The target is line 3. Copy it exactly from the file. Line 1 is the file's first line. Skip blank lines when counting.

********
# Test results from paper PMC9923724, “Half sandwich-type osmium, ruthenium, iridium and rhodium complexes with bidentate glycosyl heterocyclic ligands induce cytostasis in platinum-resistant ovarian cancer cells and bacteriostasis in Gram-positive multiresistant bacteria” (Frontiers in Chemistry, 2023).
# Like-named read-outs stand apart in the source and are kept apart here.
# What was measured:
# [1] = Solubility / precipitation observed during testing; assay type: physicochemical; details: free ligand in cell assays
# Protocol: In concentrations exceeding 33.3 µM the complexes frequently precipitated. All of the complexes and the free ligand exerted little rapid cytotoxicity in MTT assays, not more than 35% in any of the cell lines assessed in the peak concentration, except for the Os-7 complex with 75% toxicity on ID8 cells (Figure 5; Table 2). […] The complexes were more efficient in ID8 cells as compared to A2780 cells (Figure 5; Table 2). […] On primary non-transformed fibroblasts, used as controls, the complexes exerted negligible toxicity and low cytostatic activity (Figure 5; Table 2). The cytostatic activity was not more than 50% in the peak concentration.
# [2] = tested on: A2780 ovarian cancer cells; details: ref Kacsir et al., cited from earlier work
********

# What was measured: